If nuclear fallout takes thousands of years to dissipate, how did the Japanese return to Hiroshima and Nagasaki three months after the nuclear bombs exploded? Doesn't the area stay radioactive and uninhabitable for thousands of years?
--Dawna Boehmer, via the Internet
Not necessarily, obviously. As nuclear explosions go, the blasts at Hiroshima and Nagasaki were pretty clean. In fact, in the weeks following the bombings, American authorities trying to keep a lid on the deteriorating PR situation portrayed A-bomb damage as being just like that from conventional weapons, except that there was more of it. Those already dying of "atomic sickness" knew better. Only gradually did the world realize that, even if you can safely walk through the ruins of a bombed city soon afterward, the effects of a nuclear attack continue to show up for years.
Atom bombs like the ones dropped on Japan produce two types of radiation: initial and residual. (I'm getting this from Hiroshima and Nagasaki: The Physical, Medical and Social Effects of the Atomic Bombings, an exhaustive Japanese study, published in English in 1981.) Initial radiation is released by the explosion itself. Residual radiation comes later from radionuclides, radioactive isotopes either generated by the explosion or induced in soil, building materials, bodies, etc, by neutron bombardment unleashed by the blast.
The bombs that destroyed Hiroshima and Nagasaki produced their share of residual radiation, but it didn't stick around long, for two reasons. First, both bombs were detonated more than 500 meters above street level so as to wreak maximum destruction (surrounding buildings would have blocked much of the force of ground-level explosions). That limited surface contamination, since most of the radioactive debris was carried off in the mushroom cloud instead of being embedded in the earth. There was plenty of lethal fallout in the form of "ashes of death" and "black rain," but it was spread over a fairly wide area.
Second, most of the radionuclides had brief half-lives--some lasting just minutes. The bomb sites were intensely radioactive for the first few hours after the explosions, but thereafter the danger diminished rapidly. American scientists sweeping Hiroshima with Geiger counters a month after the explosion to see if the area was safe for occupation troops found a devastated city but little radioactivity. Water lilies blackened by the blast had already begun to grow again, suggesting that whatever radioactivity there had been immediately following the blast had quickly dissipated.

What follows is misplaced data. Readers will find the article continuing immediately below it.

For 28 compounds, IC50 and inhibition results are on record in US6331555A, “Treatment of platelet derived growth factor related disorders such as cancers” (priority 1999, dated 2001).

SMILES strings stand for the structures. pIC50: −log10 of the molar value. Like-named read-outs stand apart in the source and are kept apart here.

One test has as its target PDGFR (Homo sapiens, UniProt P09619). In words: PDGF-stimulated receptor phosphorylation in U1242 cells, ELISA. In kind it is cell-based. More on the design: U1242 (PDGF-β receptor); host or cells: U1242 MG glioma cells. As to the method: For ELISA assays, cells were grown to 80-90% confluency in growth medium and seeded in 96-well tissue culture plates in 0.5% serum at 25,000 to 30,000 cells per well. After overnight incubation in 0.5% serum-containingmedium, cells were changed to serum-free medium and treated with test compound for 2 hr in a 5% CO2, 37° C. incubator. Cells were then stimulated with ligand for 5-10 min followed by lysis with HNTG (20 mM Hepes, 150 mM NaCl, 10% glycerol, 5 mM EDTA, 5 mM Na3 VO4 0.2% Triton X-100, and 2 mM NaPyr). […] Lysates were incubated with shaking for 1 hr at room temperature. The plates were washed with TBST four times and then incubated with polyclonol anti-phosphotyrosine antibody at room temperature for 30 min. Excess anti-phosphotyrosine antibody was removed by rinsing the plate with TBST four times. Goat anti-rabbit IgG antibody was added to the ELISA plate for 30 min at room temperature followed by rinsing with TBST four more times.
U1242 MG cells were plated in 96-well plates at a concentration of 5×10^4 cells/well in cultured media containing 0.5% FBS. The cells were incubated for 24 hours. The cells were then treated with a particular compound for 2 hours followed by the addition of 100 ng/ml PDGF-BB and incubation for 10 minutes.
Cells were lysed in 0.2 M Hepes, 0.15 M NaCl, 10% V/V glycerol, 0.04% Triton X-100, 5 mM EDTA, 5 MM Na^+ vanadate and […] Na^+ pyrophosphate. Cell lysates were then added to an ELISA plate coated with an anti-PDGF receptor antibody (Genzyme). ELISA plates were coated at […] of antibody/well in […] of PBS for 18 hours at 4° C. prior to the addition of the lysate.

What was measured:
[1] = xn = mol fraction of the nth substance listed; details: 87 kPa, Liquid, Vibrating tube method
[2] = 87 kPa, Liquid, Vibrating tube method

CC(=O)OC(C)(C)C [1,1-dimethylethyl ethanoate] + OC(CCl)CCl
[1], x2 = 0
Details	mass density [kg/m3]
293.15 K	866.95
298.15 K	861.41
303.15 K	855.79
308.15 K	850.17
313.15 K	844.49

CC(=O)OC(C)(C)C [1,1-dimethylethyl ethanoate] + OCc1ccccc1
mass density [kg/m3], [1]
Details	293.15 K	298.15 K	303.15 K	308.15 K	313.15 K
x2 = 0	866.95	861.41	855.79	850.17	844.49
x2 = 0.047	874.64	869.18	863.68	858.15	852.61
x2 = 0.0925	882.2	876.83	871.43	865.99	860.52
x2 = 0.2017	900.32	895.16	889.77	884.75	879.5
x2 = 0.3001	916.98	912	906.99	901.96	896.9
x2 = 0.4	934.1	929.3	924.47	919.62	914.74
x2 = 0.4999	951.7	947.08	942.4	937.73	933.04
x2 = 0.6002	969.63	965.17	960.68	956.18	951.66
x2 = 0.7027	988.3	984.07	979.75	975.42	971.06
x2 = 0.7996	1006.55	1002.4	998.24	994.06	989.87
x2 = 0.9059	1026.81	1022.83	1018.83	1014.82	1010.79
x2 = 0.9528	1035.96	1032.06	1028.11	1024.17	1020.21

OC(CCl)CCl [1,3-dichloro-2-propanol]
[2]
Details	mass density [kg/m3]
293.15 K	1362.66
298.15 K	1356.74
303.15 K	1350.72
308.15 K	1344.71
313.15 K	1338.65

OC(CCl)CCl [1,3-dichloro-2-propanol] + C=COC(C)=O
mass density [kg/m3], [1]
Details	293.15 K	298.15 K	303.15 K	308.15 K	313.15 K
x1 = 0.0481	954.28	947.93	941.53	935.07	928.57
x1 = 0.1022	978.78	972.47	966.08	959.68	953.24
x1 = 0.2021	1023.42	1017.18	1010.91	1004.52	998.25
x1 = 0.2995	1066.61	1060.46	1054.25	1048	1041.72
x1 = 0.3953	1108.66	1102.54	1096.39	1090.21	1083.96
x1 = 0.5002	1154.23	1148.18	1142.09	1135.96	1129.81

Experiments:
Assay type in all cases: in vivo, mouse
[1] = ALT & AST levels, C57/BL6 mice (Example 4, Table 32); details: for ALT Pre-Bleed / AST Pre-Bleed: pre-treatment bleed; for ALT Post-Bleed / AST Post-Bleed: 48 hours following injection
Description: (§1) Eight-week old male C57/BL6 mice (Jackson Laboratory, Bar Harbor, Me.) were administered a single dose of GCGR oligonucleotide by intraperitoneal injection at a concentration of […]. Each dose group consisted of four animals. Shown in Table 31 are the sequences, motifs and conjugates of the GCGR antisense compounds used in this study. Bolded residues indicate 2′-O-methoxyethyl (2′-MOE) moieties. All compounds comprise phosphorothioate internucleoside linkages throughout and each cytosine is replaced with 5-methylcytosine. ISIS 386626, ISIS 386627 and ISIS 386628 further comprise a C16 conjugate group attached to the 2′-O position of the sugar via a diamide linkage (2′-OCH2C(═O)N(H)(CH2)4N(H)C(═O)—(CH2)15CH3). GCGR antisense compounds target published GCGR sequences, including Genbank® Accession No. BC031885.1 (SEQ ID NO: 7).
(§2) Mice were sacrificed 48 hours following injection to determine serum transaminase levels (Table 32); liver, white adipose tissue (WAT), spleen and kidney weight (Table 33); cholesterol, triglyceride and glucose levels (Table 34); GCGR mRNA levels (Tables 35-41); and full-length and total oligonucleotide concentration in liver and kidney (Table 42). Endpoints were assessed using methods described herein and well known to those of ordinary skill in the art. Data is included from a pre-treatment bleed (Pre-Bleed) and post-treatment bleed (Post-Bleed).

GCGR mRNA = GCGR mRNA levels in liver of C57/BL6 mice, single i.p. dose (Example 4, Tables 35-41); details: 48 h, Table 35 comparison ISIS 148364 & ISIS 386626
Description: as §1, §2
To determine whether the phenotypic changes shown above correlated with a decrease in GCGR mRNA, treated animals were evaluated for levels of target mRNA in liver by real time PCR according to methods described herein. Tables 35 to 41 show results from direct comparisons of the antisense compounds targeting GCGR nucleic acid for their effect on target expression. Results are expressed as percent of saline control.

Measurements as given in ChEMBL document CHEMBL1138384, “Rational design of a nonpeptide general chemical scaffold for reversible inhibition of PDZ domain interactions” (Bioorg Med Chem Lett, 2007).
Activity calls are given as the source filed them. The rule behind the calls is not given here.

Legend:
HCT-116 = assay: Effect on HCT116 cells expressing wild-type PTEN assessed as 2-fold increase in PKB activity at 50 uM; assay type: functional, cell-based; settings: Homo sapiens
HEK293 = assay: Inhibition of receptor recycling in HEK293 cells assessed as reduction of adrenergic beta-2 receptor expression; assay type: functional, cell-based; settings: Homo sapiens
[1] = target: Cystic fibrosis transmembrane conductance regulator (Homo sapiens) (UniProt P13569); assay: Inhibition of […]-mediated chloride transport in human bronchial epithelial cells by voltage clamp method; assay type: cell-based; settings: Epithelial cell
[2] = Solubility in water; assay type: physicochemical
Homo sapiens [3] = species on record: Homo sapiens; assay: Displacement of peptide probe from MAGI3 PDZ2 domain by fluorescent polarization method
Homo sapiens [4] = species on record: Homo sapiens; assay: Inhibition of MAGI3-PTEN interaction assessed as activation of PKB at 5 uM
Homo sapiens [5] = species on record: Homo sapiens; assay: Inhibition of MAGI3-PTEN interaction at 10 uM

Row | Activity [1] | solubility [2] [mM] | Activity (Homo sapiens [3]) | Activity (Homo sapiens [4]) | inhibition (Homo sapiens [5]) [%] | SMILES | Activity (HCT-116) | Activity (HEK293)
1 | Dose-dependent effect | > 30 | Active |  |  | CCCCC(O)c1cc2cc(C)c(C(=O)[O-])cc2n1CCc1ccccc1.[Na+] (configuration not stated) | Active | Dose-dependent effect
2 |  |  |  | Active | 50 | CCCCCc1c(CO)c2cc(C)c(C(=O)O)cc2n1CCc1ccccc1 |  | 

U.S. military authorities touted these findings to an apprehensive world as proof that A-bombs really weren't so bad. A rumor widespread among Japanese civilians--evidently based on comments made by an American science writer in an interview published shortly after the bombings--held that Hiroshima and Nagasaki would be uninhabitable for 70 or 75 years. To quell such talk, American military leaders held a press conference at which they suggested that the explosions had been massive but otherwise ordinary, denied any lingering danger, and predicted there would be no further deaths.
None of this turned out to be true. Although residual radiation was a relatively minor threat, many of those who survived the blasts had already absorbed the initial radiation doses that would eventually kill or cripple them. Radiation deaths began a week after the bombings and peaked three or four weeks later. People with few apparent injuries would suddenly develop ghastly symptoms--hair loss, purple skin blotches, and bloody discharge from various orifices were among the more obvious--and die soon after. Of the 103,000 people estimated by the U.S. military to have been killed by the bombs, 36,000 died a day or more after the blasts. (Granted, many had multiple injuries and didn't die of radiation poisoning alone.)
Radiation deaths subsided after seven or eight weeks, but latent effects continued to appear for a long time. Fetuses irradiated in the wombs of their mothers were subject to high rates of miscarriage, stillbirth, and birth defects--many kids were retarded or had unusually small heads (microcephaly), stunted growth, or other afflictions. Cases of leukemia surged in 1947 and peaked in the early 1950s. Additional problems included other cancers and blood disorders, cataracts, heavy scarring (keloid), and male sterility. However, no genetic damage was detected in children conceived after the blasts. Oddly enough, notwithstanding all the calamities visited on the Japanese by the bombs, the two things everybody now expects to happen in a nuclear war, mutant kids and the land glowing blue forevermore, didn't.
Art accompanying story in printed newspaper (not available in this archive): illustration/Slug Signorino.